Share this post


Link to post
Share on other sites

bpgreen wrote:

docpd wrote:

Dave,
Have you considered Increaing your 2 row to 5.5 to 6 lbs and ditching the DME thereby brewing an all grain. A partial mash of 3 lbs is pretty close to a full mash BIAB. IMO, the BIAB method is no more difficult and actually less work than a partial mash and DME.

I'm not trying to dissuade Dave from going all grain by any means, but I think there are a couple of considerations here. Dave has only done one partial mash so far (I think). With a partial mash, if you make a mistake on the mashing, you're still going to get a decent beer because the DME/LME will make up the difference. With All Grain, if your efficiency is off, your beer is sex in a canoe.

Do you have the equipment to do all grain, Dave? You need a much bigger boil pot. Then, since you've done a full wort boil, you need a way to cool it.

I agree with your premise to an extent. If you've got the room and the equipment to do all grain, it doesn't take any more time or effort to do all grain than partial mash. That's sort of why I skipped steeping and went straight to partial mash--I didn't see enough difference in the process. But it takes a much bigger pot and a lot more room (and potentially a bigger stove or some outdoor setup) to do all grain.

Actually, as I think about it, there was a thread on HBT about doing all grain on a stovetop and I think that was aimed at 5 gallon batches.

Maybe I'm being overly cautious, and maybe this fits that post I made about how the next stage isn't as difficult as you think. But I think it makes sense to get a few partial mashes under one's belt before going all grain.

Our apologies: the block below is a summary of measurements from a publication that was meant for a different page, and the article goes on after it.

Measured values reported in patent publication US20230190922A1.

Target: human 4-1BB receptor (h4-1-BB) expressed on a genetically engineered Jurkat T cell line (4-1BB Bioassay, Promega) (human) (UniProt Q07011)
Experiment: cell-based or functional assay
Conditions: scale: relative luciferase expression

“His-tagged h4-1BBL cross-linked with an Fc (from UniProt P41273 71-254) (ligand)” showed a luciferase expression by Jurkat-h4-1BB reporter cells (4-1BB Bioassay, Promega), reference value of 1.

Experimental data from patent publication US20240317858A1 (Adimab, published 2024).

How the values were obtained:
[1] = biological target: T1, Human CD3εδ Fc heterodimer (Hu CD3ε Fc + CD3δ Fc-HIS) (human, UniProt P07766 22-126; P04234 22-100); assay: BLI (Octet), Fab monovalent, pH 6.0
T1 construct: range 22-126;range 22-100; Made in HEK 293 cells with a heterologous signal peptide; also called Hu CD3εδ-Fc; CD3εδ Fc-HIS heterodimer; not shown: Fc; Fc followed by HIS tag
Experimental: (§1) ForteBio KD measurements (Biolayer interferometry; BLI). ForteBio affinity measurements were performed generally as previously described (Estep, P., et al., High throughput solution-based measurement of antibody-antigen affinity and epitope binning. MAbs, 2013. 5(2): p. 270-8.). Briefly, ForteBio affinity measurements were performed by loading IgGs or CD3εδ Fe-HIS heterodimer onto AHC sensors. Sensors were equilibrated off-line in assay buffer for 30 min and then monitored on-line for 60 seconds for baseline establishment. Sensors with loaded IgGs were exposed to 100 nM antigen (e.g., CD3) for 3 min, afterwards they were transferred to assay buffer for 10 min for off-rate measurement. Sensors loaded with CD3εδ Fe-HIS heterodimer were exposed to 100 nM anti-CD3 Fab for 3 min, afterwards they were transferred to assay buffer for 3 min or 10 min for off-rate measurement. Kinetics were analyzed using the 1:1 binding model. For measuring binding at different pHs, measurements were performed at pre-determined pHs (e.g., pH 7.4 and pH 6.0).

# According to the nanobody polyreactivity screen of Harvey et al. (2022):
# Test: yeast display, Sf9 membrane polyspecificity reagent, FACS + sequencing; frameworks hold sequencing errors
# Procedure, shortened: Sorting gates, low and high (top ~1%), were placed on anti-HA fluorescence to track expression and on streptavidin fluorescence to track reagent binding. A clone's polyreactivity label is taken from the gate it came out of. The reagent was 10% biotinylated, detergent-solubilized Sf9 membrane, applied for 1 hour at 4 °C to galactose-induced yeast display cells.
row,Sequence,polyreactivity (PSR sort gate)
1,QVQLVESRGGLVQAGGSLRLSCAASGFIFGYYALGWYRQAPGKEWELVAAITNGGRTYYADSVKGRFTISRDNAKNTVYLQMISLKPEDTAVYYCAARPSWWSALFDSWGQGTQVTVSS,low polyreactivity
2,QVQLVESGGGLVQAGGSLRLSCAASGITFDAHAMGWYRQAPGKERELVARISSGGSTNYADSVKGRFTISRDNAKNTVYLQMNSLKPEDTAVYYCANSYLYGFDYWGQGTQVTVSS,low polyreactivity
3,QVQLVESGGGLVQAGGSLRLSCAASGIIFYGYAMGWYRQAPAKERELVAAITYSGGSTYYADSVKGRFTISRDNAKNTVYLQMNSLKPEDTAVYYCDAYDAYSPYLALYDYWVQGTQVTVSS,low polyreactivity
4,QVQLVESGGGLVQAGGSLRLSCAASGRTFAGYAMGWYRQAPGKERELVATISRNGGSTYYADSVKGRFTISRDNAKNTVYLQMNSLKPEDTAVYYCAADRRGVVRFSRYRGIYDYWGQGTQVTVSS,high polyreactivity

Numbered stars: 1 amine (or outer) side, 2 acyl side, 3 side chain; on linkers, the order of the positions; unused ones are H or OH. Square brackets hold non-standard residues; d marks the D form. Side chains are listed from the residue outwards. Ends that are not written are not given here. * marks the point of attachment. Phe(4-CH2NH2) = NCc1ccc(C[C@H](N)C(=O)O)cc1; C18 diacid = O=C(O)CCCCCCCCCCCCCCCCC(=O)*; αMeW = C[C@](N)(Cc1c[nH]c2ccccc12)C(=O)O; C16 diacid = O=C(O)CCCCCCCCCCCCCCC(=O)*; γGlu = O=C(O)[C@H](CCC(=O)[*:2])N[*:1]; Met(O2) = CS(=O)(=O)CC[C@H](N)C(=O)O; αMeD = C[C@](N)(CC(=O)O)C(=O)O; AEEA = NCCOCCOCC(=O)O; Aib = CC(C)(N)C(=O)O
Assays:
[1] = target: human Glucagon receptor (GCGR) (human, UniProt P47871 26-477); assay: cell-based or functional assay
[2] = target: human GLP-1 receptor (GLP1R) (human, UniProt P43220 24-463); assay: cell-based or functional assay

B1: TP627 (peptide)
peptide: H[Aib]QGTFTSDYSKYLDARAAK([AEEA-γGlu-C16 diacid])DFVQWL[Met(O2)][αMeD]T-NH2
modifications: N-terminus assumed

Those are important considerations. I appreciate your bringing them up.

I do, actually, have a large enough pot. Before I started my first batch, I bought a brew pot, and I somehow knew I was going to be moving beyond the four cups required for MB batches. I bought a five-gallon pot, which at first seemed silly, but which is now working out well. I've got an 8-gallon monster for when I get my 5-gallon kit up and running.

As far as chilling the wort, that's going to be a bit trickier. I do have an immersion chiller, but I don't have any way to hook it up to anything other than the outdoor faucets, which are turned off for the winter. My only other option is a huge ice bath. I have a galvanized party bucket I won as a doorprize last year, so that will probably work pretty well for that. It even has a stand to keep things at waist-level. Not the most efficient method of chilling that much volume, perhaps, but it'll work. It may be awkward, and I may have to do it outside, but I'll find a way.

Share this post


Link to post
Share on other sites

linguini wrote:

Either way you go Dave I think you definitely want the crystal as the 2 row is a great base, but the crystal is going to add to the mouthfeel. Sounds like a winner to me!!

Yeah, I wanted the crystal to add body and head retention. Frankly, that's the only part of this recipe I'm 100% confident about! :laugh:

Share this post


Link to post
Share on other sites